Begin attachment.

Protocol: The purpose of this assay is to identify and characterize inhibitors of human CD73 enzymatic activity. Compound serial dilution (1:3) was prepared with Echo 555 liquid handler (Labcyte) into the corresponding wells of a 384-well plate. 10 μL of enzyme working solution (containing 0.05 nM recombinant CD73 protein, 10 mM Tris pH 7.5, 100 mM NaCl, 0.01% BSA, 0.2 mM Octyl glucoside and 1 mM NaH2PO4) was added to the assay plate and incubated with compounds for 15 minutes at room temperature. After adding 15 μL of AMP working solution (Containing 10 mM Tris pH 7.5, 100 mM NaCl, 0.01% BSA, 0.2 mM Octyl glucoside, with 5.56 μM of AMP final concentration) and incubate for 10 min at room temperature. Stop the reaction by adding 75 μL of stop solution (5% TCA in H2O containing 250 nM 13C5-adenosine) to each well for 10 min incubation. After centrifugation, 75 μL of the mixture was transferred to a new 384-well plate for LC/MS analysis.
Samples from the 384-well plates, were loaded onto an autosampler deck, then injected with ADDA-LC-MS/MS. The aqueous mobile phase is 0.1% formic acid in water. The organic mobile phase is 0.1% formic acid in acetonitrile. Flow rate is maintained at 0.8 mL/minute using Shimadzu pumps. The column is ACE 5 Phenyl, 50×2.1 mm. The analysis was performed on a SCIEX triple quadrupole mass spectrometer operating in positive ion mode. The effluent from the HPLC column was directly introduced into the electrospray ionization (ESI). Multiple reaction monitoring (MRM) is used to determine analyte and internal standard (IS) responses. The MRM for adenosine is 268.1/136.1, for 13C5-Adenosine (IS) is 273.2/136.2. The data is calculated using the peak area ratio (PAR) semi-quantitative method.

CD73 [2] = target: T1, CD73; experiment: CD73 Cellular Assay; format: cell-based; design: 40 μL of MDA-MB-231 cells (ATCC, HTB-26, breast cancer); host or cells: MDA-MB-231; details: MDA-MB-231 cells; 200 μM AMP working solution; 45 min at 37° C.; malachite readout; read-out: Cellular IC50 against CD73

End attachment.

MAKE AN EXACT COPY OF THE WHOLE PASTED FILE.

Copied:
Protocol: The purpose of this assay is to identify and characterize inhibitors of human CD73 enzymatic activity. Compound serial dilution (1:3) was prepared with Echo 555 liquid handler (Labcyte) into the corresponding wells of a 384-well plate. 10 μL of enzyme working solution (containing 0.05 nM recombinant CD73 protein, 10 mM Tris pH 7.5, 100 mM NaCl, 0.01% BSA, 0.2 mM Octyl glucoside and 1 mM NaH2PO4) was added to the assay plate and incubated with compounds for 15 minutes at room temperature. After adding 15 μL of AMP working solution (Containing 10 mM Tris pH 7.5, 100 mM NaCl, 0.01% BSA, 0.2 mM Octyl glucoside, with 5.56 μM of AMP final concentration) and incubate for 10 min at room temperature. Stop the reaction by adding 75 μL of stop solution (5% TCA in H2O containing 250 nM 13C5-adenosine) to each well for 10 min incubation. After centrifugation, 75 μL of the mixture was transferred to a new 384-well plate for LC/MS analysis.
Samples from the 384-well plates, were loaded onto an autosampler deck, then injected with ADDA-LC-MS/MS. The aqueous mobile phase is 0.1% formic acid in water. The organic mobile phase is 0.1% formic acid in acetonitrile. Flow rate is maintained at 0.8 mL/minute using Shimadzu pumps. The column is ACE 5 Phenyl, 50×2.1 mm. The analysis was performed on a SCIEX triple quadrupole mass spectrometer operating in positive ion mode. The effluent from the HPLC column was directly introduced into the electrospray ionization (ESI). Multiple reaction monitoring (MRM) is used to determine analyte and internal standard (IS) responses. The MRM for adenosine is 268.1/136.1, for 13C5-Adenosine (IS) is 273.2/136.2. The data is calculated using the peak area ratio (PAR) semi-quantitative method.

CD73 [2] = target: T1, CD73; experiment: CD73 Cellular Assay; format: cell-based; design: 40 μL of MDA-MB-231 cells (ATCC, HTB-26, breast cancer); host or cells: MDA-MB-231; details: MDA-MB-231 cells; 200 μM AMP working solution; 45 min at 37° C.; malachite readout; read-out: Cellular IC50 against CD73